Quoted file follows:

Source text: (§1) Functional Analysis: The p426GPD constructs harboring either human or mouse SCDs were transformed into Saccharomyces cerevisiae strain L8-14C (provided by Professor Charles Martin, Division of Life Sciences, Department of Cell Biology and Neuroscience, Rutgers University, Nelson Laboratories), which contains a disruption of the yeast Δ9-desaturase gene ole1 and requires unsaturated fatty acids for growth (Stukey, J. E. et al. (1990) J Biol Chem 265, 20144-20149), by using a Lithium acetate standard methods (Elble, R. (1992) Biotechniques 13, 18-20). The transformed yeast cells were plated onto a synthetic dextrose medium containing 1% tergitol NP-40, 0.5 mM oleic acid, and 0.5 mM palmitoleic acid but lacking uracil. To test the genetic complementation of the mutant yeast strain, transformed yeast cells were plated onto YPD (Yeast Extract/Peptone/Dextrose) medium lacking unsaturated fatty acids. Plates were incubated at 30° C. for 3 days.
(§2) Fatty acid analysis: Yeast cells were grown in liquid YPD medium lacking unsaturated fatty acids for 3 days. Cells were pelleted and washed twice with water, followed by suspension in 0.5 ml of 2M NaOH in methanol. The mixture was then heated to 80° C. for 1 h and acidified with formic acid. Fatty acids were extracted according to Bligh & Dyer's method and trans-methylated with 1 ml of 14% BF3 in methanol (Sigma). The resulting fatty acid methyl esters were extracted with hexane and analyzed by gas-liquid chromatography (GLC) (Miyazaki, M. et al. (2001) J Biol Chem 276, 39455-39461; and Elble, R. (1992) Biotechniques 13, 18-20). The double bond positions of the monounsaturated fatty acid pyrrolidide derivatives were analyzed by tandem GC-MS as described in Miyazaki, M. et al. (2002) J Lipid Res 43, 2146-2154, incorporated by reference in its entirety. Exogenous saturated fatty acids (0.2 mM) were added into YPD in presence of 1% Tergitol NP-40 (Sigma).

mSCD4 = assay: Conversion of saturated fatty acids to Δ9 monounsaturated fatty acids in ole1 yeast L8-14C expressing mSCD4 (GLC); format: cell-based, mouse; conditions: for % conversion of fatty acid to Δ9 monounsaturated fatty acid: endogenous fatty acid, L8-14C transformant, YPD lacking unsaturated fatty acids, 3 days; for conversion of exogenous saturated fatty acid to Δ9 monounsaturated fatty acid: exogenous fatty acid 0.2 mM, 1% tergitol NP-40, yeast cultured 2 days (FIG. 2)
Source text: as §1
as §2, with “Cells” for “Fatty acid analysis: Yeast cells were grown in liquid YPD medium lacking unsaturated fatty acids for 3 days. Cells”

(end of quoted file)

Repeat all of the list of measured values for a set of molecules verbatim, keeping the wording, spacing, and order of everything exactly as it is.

Source text: (§1) Functional Analysis: The p426GPD constructs harboring either human or mouse SCDs were transformed into Saccharomyces cerevisiae strain L8-14C (provided by Professor Charles Martin, Division of Life Sciences, Department of Cell Biology and Neuroscience, Rutgers University, Nelson Laboratories), which contains a disruption of the yeast Δ9-desaturase gene ole1 and requires unsaturated fatty acids for growth (Stukey, J. E. et al. (1990) J Biol Chem 265, 20144-20149), by using a Lithium acetate standard methods (Elble, R. (1992) Biotechniques 13, 18-20). The transformed yeast cells were plated onto a synthetic dextrose medium containing 1% tergitol NP-40, 0.5 mM oleic acid, and 0.5 mM palmitoleic acid but lacking uracil. To test the genetic complementation of the mutant yeast strain, transformed yeast cells were plated onto YPD (Yeast Extract/Peptone/Dextrose) medium lacking unsaturated fatty acids. Plates were incubated at 30° C. for 3 days.
(§2) Fatty acid analysis: Yeast cells were grown in liquid YPD medium lacking unsaturated fatty acids for 3 days. Cells were pelleted and washed twice with water, followed by suspension in 0.5 ml of 2M NaOH in methanol. The mixture was then heated to 80° C. for 1 h and acidified with formic acid. Fatty acids were extracted according to Bligh & Dyer's method and trans-methylated with 1 ml of 14% BF3 in methanol (Sigma). The resulting fatty acid methyl esters were extracted with hexane and analyzed by gas-liquid chromatography (GLC) (Miyazaki, M. et al. (2001) J Biol Chem 276, 39455-39461; and Elble, R. (1992) Biotechniques 13, 18-20). The double bond positions of the monounsaturated fatty acid pyrrolidide derivatives were analyzed by tandem GC-MS as described in Miyazaki, M. et al. (2002) J Lipid Res 43, 2146-2154, incorporated by reference in its entirety. Exogenous saturated fatty acids (0.2 mM) were added into YPD in presence of 1% Tergitol NP-40 (Sigma).

mSCD4 = assay: Conversion of saturated fatty acids to Δ9 monounsaturated fatty acids in ole1 yeast L8-14C expressing mSCD4 (GLC); format: cell-based, mouse; conditions: for % conversion of fatty acid to Δ9 monounsaturated fatty acid: endogenous fatty acid, L8-14C transformant, YPD lacking unsaturated fatty acids, 3 days; for conversion of exogenous saturated fatty acid to Δ9 monounsaturated fatty acid: exogenous fatty acid 0.2 mM, 1% tergitol NP-40, yeast cultured 2 days (FIG. 2)
Source text: as §1
as §2, with “Cells” for “Fatty acid analysis: Yeast cells were grown in liquid YPD medium lacking unsaturated fatty acids for 3 days. Cells”